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Acceptance Is the True Freedom

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Francesca Biondi

Acceptance is the True Freedom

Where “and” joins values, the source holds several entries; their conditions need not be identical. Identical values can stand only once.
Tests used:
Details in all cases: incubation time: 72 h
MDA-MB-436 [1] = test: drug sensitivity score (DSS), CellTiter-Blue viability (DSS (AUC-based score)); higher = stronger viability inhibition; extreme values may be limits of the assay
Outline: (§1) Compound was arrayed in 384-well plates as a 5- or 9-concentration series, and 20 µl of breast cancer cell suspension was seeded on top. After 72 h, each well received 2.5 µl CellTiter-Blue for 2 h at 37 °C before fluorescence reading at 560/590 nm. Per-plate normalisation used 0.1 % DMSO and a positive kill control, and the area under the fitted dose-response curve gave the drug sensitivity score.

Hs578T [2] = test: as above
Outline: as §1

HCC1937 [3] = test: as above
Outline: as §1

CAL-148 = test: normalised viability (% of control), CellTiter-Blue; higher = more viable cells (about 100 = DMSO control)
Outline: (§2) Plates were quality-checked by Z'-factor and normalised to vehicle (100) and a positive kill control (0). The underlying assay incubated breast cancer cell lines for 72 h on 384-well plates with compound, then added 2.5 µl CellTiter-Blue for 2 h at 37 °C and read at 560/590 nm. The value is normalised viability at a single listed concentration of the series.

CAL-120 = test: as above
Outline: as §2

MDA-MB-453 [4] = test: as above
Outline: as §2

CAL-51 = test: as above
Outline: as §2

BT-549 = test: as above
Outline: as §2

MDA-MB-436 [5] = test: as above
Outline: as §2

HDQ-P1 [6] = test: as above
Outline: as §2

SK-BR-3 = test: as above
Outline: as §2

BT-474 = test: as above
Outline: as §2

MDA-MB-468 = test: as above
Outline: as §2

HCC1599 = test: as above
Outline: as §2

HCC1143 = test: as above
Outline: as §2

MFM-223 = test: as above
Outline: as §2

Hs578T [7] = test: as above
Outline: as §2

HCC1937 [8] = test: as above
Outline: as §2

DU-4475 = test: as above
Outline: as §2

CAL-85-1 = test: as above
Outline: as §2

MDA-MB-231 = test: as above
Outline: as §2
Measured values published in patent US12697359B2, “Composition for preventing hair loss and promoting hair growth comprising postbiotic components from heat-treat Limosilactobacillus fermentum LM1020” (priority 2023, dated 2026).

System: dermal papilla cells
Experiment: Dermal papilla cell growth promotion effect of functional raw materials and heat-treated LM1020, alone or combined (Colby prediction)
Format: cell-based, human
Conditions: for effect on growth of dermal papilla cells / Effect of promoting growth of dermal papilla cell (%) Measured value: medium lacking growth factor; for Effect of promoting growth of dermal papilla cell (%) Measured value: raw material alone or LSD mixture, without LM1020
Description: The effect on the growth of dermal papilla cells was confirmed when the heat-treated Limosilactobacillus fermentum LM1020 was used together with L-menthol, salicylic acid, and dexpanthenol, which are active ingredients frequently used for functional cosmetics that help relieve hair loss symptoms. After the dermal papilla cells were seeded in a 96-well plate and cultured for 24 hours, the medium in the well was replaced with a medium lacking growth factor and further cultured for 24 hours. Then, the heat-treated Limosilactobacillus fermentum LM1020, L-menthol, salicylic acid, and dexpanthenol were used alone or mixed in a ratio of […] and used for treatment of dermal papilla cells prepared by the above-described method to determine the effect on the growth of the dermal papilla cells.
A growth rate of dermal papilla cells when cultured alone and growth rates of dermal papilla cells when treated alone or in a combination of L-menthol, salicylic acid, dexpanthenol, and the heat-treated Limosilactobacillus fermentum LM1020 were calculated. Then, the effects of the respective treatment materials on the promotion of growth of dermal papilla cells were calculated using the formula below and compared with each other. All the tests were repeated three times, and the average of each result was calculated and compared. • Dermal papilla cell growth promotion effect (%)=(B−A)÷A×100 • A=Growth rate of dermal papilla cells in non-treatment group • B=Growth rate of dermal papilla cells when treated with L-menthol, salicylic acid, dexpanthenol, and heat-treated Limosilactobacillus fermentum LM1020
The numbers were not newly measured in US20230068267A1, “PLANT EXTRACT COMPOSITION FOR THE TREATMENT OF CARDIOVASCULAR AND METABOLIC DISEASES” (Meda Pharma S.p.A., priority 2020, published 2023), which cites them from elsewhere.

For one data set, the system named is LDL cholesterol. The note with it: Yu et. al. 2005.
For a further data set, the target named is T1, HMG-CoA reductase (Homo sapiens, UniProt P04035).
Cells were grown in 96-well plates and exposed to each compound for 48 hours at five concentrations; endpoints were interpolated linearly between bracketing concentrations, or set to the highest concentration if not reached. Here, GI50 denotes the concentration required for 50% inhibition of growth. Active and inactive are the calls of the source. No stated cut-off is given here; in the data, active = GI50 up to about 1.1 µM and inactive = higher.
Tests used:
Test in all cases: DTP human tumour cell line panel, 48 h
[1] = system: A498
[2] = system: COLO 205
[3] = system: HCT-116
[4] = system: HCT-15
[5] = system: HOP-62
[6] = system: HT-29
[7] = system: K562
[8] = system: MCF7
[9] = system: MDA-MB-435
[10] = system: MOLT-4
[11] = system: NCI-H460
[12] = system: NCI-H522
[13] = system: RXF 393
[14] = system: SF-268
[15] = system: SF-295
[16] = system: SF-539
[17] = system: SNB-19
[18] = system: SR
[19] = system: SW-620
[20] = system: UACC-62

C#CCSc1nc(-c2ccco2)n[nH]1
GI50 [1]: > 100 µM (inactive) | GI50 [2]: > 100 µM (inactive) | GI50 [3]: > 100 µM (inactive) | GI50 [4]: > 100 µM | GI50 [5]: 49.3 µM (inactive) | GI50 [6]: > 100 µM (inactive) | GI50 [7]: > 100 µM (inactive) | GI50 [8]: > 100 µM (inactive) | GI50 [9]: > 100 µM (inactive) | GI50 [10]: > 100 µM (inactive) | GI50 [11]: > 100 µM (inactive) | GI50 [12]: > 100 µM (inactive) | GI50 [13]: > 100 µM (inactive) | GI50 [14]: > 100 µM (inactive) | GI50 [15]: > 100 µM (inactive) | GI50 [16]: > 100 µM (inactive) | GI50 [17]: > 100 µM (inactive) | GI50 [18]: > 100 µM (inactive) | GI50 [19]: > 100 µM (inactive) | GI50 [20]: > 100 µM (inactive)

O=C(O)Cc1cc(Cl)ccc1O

Freedom can mean many different things in different people’s eyes. It can mean the freedom to express yourself without consequences, the freedom to believe in what you wish without punishment or the freedom to stand up for something that you feel is wrong without being accused. In this short story, “The Strangers that came to Town”, Ambrose Flack is showing that true freedom is about being accepted. Freedom is demonstrated through acceptance by being able to be who you are without being judged, being able to move to a country by choice and being able to put aside your differences in order to acknowledge your values. Primarily, freedom is being accepted while still being able to be yourself. Throughout the short story there were many times that the Duvitches could act like themselves without having to worry if they were going to be accepted or not. Mr. Duvitch proudly showed off his hard work and displayed his 61 fish that he caught for his family to Andy’s father knowing that he would not be judged. “Proudly, oh, so proudly, Mr. Duvitch exhibited the catch that would probably feed his family for the better part of the week” (Flack 6). Mr. Duvitch’s freedom to continue something he enjoys such as fishing allowed him to express himself the way he wanted to and allowed people to accept him for that. Mr. Duvitch also allowed himself to be the confident and happy self when surrounded by people he knew he would be accepted by. “As the host Mr. Duvitch was a man we were seeing for the first time. Overjoyed to have neighbors in his house, he was so full of himself that I was conscious of an invisible stature in him which made him seem quite as tall as